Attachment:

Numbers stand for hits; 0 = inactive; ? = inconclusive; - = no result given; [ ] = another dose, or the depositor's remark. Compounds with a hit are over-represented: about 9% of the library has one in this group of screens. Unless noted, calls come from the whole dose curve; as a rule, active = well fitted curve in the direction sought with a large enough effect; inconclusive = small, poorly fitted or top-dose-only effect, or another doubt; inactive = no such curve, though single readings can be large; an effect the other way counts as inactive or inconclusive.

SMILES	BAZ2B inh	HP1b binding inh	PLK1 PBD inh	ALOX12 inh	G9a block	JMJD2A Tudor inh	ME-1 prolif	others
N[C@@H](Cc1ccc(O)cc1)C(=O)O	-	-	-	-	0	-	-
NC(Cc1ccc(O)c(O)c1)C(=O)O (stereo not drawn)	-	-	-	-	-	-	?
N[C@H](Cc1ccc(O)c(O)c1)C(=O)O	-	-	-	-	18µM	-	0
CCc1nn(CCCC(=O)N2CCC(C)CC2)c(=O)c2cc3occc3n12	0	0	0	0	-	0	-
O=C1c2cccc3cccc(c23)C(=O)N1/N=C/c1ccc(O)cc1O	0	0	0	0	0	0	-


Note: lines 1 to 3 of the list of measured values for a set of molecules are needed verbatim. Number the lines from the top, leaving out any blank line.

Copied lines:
Numbers stand for hits; 0 = inactive; ? = inconclusive; - = no result given; [ ] = another dose, or the depositor's remark. Compounds with a hit are over-represented: about 9% of the library has one in this group of screens. Unless noted, calls come from the whole dose curve; as a rule, active = well fitted curve in the direction sought with a large enough effect; inconclusive = small, poorly fitted or top-dose-only effect, or another doubt; inactive = no such curve, though single readings can be large; an effect the other way counts as inactive or inconclusive.

SMILES	BAZ2B inh	HP1b binding inh	PLK1 PBD inh	ALOX12 inh	G9a block	JMJD2A Tudor inh	ME-1 prolif	others
N[C@@H](Cc1ccc(O)cc1)C(=O)O	-	-	-	-	0	-	-